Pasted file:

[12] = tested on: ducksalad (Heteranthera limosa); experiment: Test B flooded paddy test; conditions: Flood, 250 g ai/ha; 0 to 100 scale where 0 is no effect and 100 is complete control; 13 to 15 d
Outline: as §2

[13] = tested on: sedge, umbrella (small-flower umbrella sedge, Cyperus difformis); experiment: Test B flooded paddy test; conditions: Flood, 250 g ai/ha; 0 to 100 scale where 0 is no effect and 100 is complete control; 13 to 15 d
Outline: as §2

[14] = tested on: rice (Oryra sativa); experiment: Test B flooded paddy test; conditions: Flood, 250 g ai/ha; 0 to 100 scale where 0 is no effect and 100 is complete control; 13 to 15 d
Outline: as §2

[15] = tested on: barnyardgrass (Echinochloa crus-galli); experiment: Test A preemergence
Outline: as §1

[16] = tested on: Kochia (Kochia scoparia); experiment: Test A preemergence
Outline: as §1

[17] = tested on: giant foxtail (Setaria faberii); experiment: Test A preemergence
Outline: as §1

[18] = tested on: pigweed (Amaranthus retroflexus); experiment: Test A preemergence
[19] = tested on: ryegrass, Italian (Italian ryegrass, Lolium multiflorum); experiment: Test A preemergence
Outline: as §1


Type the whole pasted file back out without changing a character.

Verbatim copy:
[12] = tested on: ducksalad (Heteranthera limosa); experiment: Test B flooded paddy test; conditions: Flood, 250 g ai/ha; 0 to 100 scale where 0 is no effect and 100 is complete control; 13 to 15 d
Outline: as §2

[13] = tested on: sedge, umbrella (small-flower umbrella sedge, Cyperus difformis); experiment: Test B flooded paddy test; conditions: Flood, 250 g ai/ha; 0 to 100 scale where 0 is no effect and 100 is complete control; 13 to 15 d
Outline: as §2

[14] = tested on: rice (Oryra sativa); experiment: Test B flooded paddy test; conditions: Flood, 250 g ai/ha; 0 to 100 scale where 0 is no effect and 100 is complete control; 13 to 15 d
Outline: as §2

[15] = tested on: barnyardgrass (Echinochloa crus-galli); experiment: Test A preemergence
Outline: as §1

[16] = tested on: Kochia (Kochia scoparia); experiment: Test A preemergence
Outline: as §1

[17] = tested on: giant foxtail (Setaria faberii); experiment: Test A preemergence
Outline: as §1

[18] = tested on: pigweed (Amaranthus retroflexus); experiment: Test A preemergence
[19] = tested on: ryegrass, Italian (Italian ryegrass, Lolium multiflorum); experiment: Test A preemergence
Outline: as §1